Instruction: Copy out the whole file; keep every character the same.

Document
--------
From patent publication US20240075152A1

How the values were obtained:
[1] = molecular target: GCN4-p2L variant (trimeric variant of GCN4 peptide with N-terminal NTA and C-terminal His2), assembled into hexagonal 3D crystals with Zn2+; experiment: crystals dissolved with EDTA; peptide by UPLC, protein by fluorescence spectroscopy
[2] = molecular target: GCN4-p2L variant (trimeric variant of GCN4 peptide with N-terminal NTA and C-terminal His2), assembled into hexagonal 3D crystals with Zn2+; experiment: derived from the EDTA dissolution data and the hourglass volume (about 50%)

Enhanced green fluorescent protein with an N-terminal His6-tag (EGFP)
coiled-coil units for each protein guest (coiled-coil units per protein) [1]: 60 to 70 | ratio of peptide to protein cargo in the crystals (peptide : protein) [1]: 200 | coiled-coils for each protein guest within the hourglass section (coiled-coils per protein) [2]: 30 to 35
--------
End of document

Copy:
From patent publication US20240075152A1

How the values were obtained:
[1] = molecular target: GCN4-p2L variant (trimeric variant of GCN4 peptide with N-terminal NTA and C-terminal His2), assembled into hexagonal 3D crystals with Zn2+; experiment: crystals dissolved with EDTA; peptide by UPLC, protein by fluorescence spectroscopy
[2] = molecular target: GCN4-p2L variant (trimeric variant of GCN4 peptide with N-terminal NTA and C-terminal His2), assembled into hexagonal 3D crystals with Zn2+; experiment: derived from the EDTA dissolution data and the hourglass volume (about 50%)

Enhanced green fluorescent protein with an N-terminal His6-tag (EGFP)
coiled-coil units for each protein guest (coiled-coil units per protein) [1]: 60 to 70 | ratio of peptide to protein cargo in the crystals (peptide : protein) [1]: 200 | coiled-coils for each protein guest within the hourglass section (coiled-coils per protein) [2]: 30 to 35